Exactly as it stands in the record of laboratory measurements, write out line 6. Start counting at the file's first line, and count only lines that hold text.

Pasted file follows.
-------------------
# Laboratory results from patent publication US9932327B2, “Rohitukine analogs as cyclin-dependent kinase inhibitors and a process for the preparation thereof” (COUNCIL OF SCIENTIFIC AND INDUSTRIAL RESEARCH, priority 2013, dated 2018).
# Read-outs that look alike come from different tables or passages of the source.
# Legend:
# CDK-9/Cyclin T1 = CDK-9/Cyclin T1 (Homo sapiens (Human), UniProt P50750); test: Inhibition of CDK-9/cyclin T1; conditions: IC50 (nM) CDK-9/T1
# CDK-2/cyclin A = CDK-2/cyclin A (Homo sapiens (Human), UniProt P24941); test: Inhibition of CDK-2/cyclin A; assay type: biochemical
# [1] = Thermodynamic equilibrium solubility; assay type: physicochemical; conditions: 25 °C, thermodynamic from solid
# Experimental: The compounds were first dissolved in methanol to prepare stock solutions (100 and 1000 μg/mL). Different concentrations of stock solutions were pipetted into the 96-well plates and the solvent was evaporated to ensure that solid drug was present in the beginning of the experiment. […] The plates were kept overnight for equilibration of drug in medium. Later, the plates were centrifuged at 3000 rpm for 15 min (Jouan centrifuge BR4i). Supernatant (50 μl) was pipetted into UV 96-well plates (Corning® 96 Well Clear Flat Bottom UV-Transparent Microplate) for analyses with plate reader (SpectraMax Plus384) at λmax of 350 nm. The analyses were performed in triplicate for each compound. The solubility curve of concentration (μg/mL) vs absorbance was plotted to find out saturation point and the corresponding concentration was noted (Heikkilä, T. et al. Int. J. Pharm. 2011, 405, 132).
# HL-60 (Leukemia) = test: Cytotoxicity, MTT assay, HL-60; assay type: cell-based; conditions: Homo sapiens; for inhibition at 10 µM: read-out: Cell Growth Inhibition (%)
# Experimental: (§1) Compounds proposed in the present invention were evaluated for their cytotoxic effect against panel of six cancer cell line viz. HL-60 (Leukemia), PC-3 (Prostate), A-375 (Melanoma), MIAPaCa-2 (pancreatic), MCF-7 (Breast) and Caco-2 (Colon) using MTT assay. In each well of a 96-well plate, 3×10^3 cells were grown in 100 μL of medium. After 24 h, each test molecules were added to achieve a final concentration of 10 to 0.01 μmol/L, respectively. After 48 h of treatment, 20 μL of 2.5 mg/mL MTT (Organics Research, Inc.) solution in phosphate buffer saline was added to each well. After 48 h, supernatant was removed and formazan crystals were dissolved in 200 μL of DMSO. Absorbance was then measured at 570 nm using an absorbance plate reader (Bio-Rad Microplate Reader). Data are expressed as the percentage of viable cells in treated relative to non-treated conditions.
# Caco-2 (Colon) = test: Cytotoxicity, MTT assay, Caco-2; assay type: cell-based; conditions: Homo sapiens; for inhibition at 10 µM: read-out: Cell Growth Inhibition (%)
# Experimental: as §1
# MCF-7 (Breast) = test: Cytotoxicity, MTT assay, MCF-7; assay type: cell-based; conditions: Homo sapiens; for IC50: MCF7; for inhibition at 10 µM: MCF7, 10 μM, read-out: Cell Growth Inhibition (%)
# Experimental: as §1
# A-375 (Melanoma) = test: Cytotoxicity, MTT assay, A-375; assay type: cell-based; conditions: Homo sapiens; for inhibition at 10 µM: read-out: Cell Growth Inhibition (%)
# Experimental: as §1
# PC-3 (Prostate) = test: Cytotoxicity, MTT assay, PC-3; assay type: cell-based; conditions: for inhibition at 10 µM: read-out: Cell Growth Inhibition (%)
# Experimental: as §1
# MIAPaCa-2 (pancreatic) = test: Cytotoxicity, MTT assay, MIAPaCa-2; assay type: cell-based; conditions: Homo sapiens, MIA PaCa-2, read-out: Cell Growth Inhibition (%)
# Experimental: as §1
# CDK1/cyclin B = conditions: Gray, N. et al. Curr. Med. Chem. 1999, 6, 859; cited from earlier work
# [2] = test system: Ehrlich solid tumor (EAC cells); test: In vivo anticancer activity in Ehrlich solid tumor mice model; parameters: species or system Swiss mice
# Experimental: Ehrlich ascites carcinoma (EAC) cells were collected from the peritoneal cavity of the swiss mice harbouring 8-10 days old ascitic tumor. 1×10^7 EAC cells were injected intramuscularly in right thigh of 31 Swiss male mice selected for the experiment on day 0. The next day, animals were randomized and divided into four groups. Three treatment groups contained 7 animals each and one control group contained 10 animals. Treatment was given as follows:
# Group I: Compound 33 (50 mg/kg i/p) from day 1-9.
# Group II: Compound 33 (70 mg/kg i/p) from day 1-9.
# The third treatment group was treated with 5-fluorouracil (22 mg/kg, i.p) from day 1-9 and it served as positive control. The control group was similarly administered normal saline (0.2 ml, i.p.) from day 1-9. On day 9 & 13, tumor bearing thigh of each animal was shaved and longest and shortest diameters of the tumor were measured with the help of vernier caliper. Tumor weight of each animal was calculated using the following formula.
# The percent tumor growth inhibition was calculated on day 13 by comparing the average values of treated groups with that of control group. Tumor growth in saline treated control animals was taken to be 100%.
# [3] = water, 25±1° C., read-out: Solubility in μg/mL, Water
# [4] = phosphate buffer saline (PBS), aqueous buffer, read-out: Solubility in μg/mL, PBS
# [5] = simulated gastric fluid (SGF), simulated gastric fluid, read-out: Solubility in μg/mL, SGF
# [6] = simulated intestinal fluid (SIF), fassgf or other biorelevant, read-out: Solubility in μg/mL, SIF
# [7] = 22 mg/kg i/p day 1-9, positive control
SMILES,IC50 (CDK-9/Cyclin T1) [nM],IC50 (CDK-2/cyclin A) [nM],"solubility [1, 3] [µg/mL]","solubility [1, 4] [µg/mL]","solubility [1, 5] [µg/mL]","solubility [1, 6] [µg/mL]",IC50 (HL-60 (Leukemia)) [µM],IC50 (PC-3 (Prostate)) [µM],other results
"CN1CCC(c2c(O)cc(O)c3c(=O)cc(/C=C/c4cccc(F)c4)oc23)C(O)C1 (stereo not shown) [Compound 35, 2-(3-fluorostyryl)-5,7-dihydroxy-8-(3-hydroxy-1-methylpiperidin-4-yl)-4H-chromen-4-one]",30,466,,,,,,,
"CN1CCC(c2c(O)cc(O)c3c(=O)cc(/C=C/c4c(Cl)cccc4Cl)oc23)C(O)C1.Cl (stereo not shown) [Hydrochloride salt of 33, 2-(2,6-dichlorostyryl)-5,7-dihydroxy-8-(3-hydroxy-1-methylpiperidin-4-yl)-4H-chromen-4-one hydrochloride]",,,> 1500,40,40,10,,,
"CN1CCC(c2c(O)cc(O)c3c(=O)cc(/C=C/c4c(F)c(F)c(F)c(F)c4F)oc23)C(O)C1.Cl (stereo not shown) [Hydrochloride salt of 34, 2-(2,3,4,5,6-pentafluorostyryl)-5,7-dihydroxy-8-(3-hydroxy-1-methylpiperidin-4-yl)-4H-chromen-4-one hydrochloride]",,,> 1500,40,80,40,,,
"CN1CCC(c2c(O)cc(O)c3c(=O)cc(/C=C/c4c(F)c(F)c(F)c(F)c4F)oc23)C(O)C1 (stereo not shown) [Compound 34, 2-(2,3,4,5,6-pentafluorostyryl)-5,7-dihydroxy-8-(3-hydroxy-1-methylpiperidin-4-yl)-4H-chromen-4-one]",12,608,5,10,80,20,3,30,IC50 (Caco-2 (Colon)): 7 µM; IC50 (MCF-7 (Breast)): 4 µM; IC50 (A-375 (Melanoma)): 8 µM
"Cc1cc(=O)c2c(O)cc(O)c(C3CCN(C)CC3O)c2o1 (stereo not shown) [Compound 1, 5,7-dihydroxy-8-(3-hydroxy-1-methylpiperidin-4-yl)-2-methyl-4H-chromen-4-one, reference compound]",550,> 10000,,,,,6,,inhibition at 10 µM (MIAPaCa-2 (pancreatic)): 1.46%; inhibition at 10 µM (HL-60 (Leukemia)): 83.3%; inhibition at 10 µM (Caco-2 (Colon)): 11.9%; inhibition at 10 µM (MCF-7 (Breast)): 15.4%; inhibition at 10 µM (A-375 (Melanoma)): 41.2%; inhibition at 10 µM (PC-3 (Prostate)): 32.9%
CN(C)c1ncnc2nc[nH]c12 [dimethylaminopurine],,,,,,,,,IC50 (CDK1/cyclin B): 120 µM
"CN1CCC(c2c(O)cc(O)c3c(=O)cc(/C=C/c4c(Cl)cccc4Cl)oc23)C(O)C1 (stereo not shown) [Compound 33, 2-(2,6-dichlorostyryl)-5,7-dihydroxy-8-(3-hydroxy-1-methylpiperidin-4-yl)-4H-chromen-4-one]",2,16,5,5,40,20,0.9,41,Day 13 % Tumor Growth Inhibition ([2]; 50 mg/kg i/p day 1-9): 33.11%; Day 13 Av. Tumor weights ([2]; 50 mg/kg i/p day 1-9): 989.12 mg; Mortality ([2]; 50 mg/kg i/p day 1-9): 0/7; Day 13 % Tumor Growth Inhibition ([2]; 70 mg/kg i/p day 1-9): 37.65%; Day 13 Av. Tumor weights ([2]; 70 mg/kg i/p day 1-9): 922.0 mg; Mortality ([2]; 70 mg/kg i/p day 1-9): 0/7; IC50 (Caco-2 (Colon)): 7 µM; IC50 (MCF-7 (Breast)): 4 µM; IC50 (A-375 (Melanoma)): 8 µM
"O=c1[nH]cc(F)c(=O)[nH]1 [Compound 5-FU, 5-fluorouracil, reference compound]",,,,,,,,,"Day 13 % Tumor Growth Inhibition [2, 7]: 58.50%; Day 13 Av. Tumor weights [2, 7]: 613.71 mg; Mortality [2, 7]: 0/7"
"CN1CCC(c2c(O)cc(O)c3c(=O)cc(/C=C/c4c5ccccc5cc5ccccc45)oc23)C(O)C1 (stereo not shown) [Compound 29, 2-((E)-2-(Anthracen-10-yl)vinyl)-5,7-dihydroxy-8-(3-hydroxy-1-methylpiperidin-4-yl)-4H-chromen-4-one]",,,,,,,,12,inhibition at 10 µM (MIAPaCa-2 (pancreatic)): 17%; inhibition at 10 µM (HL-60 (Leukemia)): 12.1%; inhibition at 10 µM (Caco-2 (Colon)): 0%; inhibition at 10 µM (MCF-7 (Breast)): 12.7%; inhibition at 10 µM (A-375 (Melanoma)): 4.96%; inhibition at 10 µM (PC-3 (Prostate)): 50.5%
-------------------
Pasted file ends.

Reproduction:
# [1] = Thermodynamic equilibrium solubility; assay type: physicochemical; conditions: 25 °C, thermodynamic from solid